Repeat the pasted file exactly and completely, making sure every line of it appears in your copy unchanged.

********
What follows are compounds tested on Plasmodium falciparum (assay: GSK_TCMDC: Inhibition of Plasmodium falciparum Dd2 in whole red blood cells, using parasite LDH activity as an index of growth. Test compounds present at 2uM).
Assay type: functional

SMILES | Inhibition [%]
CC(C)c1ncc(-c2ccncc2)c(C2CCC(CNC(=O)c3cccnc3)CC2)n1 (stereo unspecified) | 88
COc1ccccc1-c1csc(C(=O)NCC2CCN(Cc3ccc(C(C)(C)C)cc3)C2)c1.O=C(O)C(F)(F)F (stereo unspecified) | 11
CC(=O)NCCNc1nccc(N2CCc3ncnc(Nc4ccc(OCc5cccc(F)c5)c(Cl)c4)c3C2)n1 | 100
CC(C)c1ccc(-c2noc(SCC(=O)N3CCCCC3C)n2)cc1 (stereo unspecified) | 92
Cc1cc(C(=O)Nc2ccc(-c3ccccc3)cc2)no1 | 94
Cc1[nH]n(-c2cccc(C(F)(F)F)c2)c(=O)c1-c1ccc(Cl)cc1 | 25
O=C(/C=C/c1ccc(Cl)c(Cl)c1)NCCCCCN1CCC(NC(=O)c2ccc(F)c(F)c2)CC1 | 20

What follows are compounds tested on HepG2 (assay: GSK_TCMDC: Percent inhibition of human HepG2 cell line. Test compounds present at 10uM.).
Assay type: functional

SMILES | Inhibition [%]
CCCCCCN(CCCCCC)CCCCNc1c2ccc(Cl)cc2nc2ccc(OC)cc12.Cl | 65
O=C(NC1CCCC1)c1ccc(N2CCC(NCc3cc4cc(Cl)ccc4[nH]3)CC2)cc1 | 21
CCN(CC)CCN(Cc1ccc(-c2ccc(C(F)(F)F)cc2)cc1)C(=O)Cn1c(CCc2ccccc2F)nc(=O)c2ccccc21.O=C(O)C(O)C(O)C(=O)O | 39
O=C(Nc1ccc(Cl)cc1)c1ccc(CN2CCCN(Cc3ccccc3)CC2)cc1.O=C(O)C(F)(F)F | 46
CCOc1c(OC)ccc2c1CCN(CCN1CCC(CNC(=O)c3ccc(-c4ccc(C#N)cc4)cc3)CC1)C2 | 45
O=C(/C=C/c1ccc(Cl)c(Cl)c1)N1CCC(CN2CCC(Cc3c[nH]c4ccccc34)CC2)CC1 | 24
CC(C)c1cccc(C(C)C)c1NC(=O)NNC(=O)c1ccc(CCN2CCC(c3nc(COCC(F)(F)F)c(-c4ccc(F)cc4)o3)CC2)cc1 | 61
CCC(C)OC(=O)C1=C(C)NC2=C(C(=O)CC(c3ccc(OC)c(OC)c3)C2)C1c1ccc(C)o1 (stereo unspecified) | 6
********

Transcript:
What follows are compounds tested on Plasmodium falciparum (assay: GSK_TCMDC: Inhibition of Plasmodium falciparum Dd2 in whole red blood cells, using parasite LDH activity as an index of growth. Test compounds present at 2uM).
Assay type: functional

SMILES | Inhibition [%]
CC(C)c1ncc(-c2ccncc2)c(C2CCC(CNC(=O)c3cccnc3)CC2)n1 (stereo unspecified) | 88
COc1ccccc1-c1csc(C(=O)NCC2CCN(Cc3ccc(C(C)(C)C)cc3)C2)c1.O=C(O)C(F)(F)F (stereo unspecified) | 11
CC(=O)NCCNc1nccc(N2CCc3ncnc(Nc4ccc(OCc5cccc(F)c5)c(Cl)c4)c3C2)n1 | 100
CC(C)c1ccc(-c2noc(SCC(=O)N3CCCCC3C)n2)cc1 (stereo unspecified) | 92
Cc1cc(C(=O)Nc2ccc(-c3ccccc3)cc2)no1 | 94
Cc1[nH]n(-c2cccc(C(F)(F)F)c2)c(=O)c1-c1ccc(Cl)cc1 | 25
O=C(/C=C/c1ccc(Cl)c(Cl)c1)NCCCCCN1CCC(NC(=O)c2ccc(F)c(F)c2)CC1 | 20

What follows are compounds tested on HepG2 (assay: GSK_TCMDC: Percent inhibition of human HepG2 cell line. Test compounds present at 10uM.).
Assay type: functional

SMILES | Inhibition [%]
CCCCCCN(CCCCCC)CCCCNc1c2ccc(Cl)cc2nc2ccc(OC)cc12.Cl | 65
O=C(NC1CCCC1)c1ccc(N2CCC(NCc3cc4cc(Cl)ccc4[nH]3)CC2)cc1 | 21
CCN(CC)CCN(Cc1ccc(-c2ccc(C(F)(F)F)cc2)cc1)C(=O)Cn1c(CCc2ccccc2F)nc(=O)c2ccccc21.O=C(O)C(O)C(O)C(=O)O | 39
O=C(Nc1ccc(Cl)cc1)c1ccc(CN2CCCN(Cc3ccccc3)CC2)cc1.O=C(O)C(F)(F)F | 46
CCOc1c(OC)ccc2c1CCN(CCN1CCC(CNC(=O)c3ccc(-c4ccc(C#N)cc4)cc3)CC1)C2 | 45
O=C(/C=C/c1ccc(Cl)c(Cl)c1)N1CCC(CN2CCC(Cc3c[nH]c4ccccc34)CC2)CC1 | 24
CC(C)c1cccc(C(C)C)c1NC(=O)NNC(=O)c1ccc(CCN2CCC(c3nc(COCC(F)(F)F)c(-c4ccc(F)cc4)o3)CC2)cc1 | 61
CCC(C)OC(=O)C1=C(C)NC2=C(C(=O)CC(c3ccc(OC)c(OC)c3)C2)C1c1ccc(C)o1 (stereo unspecified) | 6